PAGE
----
Flora Psychology" by Jenness Cortez
"I’ve turned a decidedly nontraditional eye to the world of flowers––those forms which constitute one of the most traditional and ubiquitous subjects in the history of art. Combining abstraction and realism, my intention is for these contemporary paintings to communicate both the intelligence and personalities of specific flowers, as well as the greater, invisible energy fields from which these forms arise.
Flowers may be so familiar that we often delude ourselves into thinking we really know these characters, even while finding them “sentimental”, “old fashioned” or “purely decorative”--if we notice them at all. Or, we may take genuine aesthetic pleasure in their brilliantly designed form, color and scent, yet give their lives no further thought. Familiarity has blinded us, precluding our valid perception of these outrageous, hyper-energetic manifestations of creative desire.
Their life’s work, we seem to believe, begins and ends in their service to us, as they grace our gardens and dining room tables, greeting cards and lapels. But I know these players well, and my intention is to show them for what they really are: physical manifestations of potent, raw, sexual energy. Those astounding energies are the real subject of my paintings. I am offering my visualized depictions of that energy in every square inch of the painting, for the delivering blossom is but one of that vibrational field’s tsunami of formerly invisible manifestations.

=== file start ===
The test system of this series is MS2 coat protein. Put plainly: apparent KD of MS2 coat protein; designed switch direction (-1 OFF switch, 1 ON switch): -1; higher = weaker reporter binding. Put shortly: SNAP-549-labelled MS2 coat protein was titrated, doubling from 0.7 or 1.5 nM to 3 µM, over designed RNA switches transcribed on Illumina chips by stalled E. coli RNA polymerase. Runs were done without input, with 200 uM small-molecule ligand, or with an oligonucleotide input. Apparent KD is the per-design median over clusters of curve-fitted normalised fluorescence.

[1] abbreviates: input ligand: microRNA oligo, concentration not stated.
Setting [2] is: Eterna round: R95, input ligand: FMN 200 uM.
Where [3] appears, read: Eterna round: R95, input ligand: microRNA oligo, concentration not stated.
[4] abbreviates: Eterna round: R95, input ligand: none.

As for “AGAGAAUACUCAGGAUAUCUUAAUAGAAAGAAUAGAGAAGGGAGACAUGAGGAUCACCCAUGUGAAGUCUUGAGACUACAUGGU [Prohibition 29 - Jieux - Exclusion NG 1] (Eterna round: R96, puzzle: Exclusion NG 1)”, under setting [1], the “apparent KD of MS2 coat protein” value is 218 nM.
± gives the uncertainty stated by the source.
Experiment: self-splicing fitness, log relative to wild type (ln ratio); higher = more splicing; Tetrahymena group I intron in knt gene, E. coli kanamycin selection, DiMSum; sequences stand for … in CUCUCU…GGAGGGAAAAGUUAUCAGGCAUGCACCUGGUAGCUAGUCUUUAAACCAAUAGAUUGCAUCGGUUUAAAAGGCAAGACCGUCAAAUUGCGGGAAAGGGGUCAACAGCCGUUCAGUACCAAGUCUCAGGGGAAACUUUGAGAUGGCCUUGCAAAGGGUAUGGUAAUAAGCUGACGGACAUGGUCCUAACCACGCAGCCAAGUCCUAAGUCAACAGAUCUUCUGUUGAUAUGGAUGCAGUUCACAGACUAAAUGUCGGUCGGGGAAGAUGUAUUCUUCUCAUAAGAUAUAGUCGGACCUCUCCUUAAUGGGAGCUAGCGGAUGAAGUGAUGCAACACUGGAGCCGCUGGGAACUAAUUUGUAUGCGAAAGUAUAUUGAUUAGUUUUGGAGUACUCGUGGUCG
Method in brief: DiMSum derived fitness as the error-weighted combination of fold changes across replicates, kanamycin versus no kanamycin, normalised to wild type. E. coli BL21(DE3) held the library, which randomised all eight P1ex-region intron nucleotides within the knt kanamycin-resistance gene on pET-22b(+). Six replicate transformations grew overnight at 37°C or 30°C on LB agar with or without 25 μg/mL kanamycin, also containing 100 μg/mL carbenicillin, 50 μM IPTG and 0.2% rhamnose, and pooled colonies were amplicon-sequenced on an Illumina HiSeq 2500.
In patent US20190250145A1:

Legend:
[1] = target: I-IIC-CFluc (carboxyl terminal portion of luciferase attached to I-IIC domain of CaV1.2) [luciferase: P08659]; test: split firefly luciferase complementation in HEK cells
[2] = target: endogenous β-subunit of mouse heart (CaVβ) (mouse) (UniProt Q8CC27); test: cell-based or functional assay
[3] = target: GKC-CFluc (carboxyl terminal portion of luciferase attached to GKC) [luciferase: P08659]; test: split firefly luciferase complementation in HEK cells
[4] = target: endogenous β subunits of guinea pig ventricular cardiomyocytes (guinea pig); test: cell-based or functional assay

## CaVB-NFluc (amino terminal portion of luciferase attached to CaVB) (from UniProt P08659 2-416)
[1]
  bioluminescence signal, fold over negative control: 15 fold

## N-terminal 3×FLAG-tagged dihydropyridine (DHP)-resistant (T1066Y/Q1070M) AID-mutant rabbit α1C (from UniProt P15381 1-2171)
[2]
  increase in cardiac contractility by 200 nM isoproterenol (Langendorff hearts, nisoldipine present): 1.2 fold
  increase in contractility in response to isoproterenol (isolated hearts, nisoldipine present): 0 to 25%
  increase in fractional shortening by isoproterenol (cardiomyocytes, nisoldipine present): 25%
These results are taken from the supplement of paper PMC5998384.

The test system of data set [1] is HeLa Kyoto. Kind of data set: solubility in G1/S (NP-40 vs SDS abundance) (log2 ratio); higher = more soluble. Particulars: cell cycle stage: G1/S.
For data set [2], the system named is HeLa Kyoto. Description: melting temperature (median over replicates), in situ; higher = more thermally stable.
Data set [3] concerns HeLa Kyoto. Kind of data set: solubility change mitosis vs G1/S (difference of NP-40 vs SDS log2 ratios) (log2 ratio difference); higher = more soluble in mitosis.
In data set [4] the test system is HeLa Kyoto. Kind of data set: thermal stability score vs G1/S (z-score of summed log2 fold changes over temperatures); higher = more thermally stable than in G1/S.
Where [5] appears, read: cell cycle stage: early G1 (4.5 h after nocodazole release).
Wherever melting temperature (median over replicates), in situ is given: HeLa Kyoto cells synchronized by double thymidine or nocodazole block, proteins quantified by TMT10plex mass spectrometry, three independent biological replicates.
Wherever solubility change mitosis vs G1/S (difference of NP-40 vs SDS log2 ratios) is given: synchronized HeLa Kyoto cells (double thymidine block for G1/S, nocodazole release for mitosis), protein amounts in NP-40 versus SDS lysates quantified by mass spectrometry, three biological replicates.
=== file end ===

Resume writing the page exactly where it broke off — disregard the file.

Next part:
The flower itself is but the physical instrument of the greater vibrational field that whispers, sings and shouts its lust for union. Although to us flowers may be merely beautiful, they are--without exception--supremely well equipped agents, undertaking serious missions of seduction to ensure the continuation of their species. Their intention is accomplished with wit, grace, cunning and an individualized style and intelligence that delights us, despite the fact that it’s all really none of our business. We too are seduced. Innocent bystanders, perhaps, but nearly as susceptible as those targeted pollinators she intends to snare.” — Jenness Cortez